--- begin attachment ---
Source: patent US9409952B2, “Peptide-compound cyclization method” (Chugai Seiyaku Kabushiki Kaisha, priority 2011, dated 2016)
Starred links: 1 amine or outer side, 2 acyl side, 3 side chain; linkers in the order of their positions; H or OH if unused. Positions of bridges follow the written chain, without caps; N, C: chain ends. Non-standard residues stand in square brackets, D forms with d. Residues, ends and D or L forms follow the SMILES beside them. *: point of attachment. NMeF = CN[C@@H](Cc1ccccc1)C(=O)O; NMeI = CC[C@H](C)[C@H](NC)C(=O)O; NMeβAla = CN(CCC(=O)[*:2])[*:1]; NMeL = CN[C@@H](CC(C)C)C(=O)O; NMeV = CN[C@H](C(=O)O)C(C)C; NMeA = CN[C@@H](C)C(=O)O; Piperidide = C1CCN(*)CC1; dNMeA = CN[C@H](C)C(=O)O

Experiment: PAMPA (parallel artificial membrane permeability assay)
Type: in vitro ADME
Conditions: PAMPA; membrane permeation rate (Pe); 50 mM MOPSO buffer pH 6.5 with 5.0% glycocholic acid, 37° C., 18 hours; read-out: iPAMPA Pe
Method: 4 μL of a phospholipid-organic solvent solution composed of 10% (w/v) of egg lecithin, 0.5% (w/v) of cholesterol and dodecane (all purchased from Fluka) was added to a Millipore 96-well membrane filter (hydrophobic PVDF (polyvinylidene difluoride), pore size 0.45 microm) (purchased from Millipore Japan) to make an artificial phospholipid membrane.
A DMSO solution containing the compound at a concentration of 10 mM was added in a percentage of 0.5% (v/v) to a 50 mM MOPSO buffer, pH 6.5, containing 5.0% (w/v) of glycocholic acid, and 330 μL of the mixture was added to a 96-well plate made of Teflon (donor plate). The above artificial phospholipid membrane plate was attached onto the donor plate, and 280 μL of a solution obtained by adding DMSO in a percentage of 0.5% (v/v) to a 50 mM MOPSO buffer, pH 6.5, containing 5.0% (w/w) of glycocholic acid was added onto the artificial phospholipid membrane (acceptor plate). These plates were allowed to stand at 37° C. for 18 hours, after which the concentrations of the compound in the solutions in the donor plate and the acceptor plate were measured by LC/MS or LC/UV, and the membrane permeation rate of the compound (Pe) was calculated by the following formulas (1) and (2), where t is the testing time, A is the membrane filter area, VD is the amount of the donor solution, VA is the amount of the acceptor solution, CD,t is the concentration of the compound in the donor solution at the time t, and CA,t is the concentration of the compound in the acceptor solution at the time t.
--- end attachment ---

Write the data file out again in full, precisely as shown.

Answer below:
Source: patent US9409952B2, “Peptide-compound cyclization method” (Chugai Seiyaku Kabushiki Kaisha, priority 2011, dated 2016)
Starred links: 1 amine or outer side, 2 acyl side, 3 side chain; linkers in the order of their positions; H or OH if unused. Positions of bridges follow the written chain, without caps; N, C: chain ends. Non-standard residues stand in square brackets, D forms with d. Residues, ends and D or L forms follow the SMILES beside them. *: point of attachment. NMeF = CN[C@@H](Cc1ccccc1)C(=O)O; NMeI = CC[C@H](C)[C@H](NC)C(=O)O; NMeβAla = CN(CCC(=O)[*:2])[*:1]; NMeL = CN[C@@H](CC(C)C)C(=O)O; NMeV = CN[C@H](C(=O)O)C(C)C; NMeA = CN[C@@H](C)C(=O)O; Piperidide = C1CCN(*)CC1; dNMeA = CN[C@H](C)C(=O)O

Experiment: PAMPA (parallel artificial membrane permeability assay)
Type: in vitro ADME
Conditions: PAMPA; membrane permeation rate (Pe); 50 mM MOPSO buffer pH 6.5 with 5.0% glycocholic acid, 37° C., 18 hours; read-out: iPAMPA Pe
Method: 4 μL of a phospholipid-organic solvent solution composed of 10% (w/v) of egg lecithin, 0.5% (w/v) of cholesterol and dodecane (all purchased from Fluka) was added to a Millipore 96-well membrane filter (hydrophobic PVDF (polyvinylidene difluoride), pore size 0.45 microm) (purchased from Millipore Japan) to make an artificial phospholipid membrane.
A DMSO solution containing the compound at a concentration of 10 mM was added in a percentage of 0.5% (v/v) to a 50 mM MOPSO buffer, pH 6.5, containing 5.0% (w/v) of glycocholic acid, and 330 μL of the mixture was added to a 96-well plate made of Teflon (donor plate). The above artificial phospholipid membrane plate was attached onto the donor plate, and 280 μL of a solution obtained by adding DMSO in a percentage of 0.5% (v/v) to a 50 mM MOPSO buffer, pH 6.5, containing 5.0% (w/w) of glycocholic acid was added onto the artificial phospholipid membrane (acceptor plate). These plates were allowed to stand at 37° C. for 18 hours, after which the concentrations of the compound in the solutions in the donor plate and the acceptor plate were measured by LC/MS or LC/UV, and the membrane permeation rate of the compound (Pe) was calculated by the following formulas (1) and (2), where t is the testing time, A is the membrane filter area, VD is the amount of the donor solution, VA is the amount of the acceptor solution, CD,t is the concentration of the compound in the donor solution at the time t, and CA,t is the concentration of the compound in the acceptor solution at the time t.